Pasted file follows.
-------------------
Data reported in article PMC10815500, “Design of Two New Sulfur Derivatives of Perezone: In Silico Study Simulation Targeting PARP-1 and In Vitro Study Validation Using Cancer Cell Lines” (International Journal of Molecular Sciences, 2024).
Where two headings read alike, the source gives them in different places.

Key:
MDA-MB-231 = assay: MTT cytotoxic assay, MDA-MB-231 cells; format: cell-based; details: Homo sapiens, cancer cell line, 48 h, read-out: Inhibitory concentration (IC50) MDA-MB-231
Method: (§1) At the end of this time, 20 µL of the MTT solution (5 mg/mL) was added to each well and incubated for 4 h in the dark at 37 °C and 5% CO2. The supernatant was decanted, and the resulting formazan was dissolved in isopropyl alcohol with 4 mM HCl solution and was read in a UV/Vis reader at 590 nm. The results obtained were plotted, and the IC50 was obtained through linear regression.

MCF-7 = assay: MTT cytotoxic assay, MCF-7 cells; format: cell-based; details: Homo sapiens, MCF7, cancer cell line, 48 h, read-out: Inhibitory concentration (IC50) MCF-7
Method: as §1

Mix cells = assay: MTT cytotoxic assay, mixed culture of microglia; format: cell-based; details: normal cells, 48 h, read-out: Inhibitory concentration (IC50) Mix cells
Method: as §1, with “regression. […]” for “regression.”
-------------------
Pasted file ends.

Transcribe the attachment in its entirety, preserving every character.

Data reported in article PMC10815500, “Design of Two New Sulfur Derivatives of Perezone: In Silico Study Simulation Targeting PARP-1 and In Vitro Study Validation Using Cancer Cell Lines” (International Journal of Molecular Sciences, 2024).
Where two headings read alike, the source gives them in different places.

Key:
MDA-MB-231 = assay: MTT cytotoxic assay, MDA-MB-231 cells; format: cell-based; details: Homo sapiens, cancer cell line, 48 h, read-out: Inhibitory concentration (IC50) MDA-MB-231
Method: (§1) At the end of this time, 20 µL of the MTT solution (5 mg/mL) was added to each well and incubated for 4 h in the dark at 37 °C and 5% CO2. The supernatant was decanted, and the resulting formazan was dissolved in isopropyl alcohol with 4 mM HCl solution and was read in a UV/Vis reader at 590 nm. The results obtained were plotted, and the IC50 was obtained through linear regression.

MCF-7 = assay: MTT cytotoxic assay, MCF-7 cells; format: cell-based; details: Homo sapiens, MCF7, cancer cell line, 48 h, read-out: Inhibitory concentration (IC50) MCF-7
Method: as §1

Mix cells = assay: MTT cytotoxic assay, mixed culture of microglia; format: cell-based; details: normal cells, 48 h, read-out: Inhibitory concentration (IC50) Mix cells
Method: as §1, with “regression. […]” for “regression.”